According to a recent press release from the U.S. Equal Employment Opportunity Commission, there are now publications available that specifically address the employment rights of people with some specific disabilities, including diabetes, cancer, epilepsy, and intellectual disabilities. While EEOC publications in the past have primarily addressed employment rights of the disabled in very general terms, these revised publications specifically designate people with these medical conditions as falling under the purview of the Americans with Disabilities Act (ADA). More particularly, the ADA Amendments Act changes the definition of disability so as to make it easier to conclude that these medical conditions qualify as disabilities for the purposes of the ADA.
As a spokesperson for the EEOC notes, and as your Georgia employment lawyer can readily corroborate, over 34 million Americans have been diagnosed with cancer, diabetes, or epilepsy. Statistics indicate that over 12 million Americans alone have been diagnosed with cancer, and over two million Americans suffer from some type of intellectual disability. As a result, many Americans who have these types of medical conditions are seeking to enter, re-enter, or are already in the workplace. This situation inevitably raises the various legal rights of those workers.
For example, the EEOC’s new guidance documents give information about the following with respect to diabetes, epilepsy, cancer, and intellectual disabilities:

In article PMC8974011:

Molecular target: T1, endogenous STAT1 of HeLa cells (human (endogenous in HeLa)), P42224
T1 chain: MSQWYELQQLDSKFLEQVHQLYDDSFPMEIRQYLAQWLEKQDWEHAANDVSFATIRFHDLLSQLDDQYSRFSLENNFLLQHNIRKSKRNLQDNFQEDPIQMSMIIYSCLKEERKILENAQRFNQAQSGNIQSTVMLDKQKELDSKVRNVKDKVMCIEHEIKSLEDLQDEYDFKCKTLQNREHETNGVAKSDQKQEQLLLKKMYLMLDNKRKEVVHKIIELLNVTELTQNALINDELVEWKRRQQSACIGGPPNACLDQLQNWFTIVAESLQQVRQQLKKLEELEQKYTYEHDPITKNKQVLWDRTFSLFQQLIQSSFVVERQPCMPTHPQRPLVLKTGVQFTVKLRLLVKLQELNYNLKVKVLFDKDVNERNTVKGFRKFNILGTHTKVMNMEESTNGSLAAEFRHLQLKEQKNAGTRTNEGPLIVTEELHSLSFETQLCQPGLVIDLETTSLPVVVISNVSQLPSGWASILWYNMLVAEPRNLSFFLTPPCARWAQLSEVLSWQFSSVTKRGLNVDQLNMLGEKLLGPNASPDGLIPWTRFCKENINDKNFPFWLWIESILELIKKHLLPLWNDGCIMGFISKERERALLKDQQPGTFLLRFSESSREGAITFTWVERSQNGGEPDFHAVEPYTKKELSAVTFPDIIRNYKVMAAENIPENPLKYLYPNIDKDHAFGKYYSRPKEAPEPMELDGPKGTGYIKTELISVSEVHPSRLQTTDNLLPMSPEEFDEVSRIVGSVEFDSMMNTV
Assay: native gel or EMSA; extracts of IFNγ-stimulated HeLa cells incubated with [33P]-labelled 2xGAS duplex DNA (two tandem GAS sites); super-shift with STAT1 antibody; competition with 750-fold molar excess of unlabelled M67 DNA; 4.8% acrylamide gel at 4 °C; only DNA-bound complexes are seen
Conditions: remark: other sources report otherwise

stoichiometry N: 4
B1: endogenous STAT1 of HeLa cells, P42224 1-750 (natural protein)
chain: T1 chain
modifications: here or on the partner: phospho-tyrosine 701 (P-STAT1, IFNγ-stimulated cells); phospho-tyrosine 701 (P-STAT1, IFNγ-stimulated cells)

As your Georgia employment lawyer can tell you, the ADA governs all private employers who have 15 or more employees, as well as state and local governments. The EEOC is the federal agency charged with ensuring that employers and state and local governments comply with the ADA. The EEOC will take enforcement action when employers who are subject to the ADA fail to follow it as required. By providing such detailed guidance for employers dealing with prospective and current employees who may suffer from cancer, epilepsy, diabetes, and intellectual disabilities, employers will have a better chance of remaining in compliance with the law, and employees will be more likely to receive the legal protections to which they are entitled.
Although treatment and survival rates have improved dramatically in recent years for these diseases, and many people are able to fully function in the workplace, at least with some reasonable accommodations, these people may still face discrimination by other employees or by their own employers. If you or a loved one suffers from one of these medical conditions, or any type of disability, and are experiencing workplace harassment based on your disability, or any other potential ADA violation, you may be entitled to relief. Contact our office today, and let us evaluate whether you have a valid legal claim against your employer.